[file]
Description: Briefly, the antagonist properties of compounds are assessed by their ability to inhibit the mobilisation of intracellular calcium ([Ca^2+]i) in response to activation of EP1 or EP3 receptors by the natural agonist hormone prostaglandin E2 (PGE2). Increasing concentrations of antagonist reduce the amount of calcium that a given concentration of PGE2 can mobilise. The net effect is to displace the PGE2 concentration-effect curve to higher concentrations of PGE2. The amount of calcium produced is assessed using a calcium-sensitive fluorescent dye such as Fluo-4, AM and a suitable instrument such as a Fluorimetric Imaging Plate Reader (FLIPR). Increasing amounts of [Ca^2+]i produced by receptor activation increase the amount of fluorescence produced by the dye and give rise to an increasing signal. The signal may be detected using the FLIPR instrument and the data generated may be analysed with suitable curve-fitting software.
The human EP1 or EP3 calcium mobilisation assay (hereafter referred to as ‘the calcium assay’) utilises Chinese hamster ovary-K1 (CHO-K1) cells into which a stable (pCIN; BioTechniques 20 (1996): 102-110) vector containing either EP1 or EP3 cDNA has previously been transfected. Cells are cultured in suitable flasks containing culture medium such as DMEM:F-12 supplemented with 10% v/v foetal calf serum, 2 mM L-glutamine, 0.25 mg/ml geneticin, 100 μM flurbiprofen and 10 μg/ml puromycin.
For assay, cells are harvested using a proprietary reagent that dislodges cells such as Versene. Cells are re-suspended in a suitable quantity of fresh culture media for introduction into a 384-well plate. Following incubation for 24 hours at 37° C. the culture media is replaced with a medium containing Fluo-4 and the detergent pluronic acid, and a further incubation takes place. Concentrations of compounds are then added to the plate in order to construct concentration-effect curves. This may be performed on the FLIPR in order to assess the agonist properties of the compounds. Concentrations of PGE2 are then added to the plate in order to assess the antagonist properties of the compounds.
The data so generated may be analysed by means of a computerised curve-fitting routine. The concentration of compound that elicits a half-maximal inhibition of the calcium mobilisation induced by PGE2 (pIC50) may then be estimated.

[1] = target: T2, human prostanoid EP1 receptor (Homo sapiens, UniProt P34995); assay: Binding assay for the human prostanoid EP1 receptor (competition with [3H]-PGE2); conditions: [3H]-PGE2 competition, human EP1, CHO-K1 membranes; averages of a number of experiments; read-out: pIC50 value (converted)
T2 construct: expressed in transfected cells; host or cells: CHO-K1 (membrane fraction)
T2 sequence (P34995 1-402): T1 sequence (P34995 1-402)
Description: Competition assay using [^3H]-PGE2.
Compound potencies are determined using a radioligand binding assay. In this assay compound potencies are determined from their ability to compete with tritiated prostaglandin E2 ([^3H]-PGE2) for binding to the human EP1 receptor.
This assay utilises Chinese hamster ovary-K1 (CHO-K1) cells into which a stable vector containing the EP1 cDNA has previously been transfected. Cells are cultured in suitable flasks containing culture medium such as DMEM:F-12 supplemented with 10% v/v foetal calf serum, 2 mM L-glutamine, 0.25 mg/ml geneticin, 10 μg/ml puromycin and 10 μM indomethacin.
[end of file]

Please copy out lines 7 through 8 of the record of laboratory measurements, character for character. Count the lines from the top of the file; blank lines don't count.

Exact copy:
T2 sequence (P34995 1-402): T1 sequence (P34995 1-402)
Description: Competition assay using [^3H]-PGE2.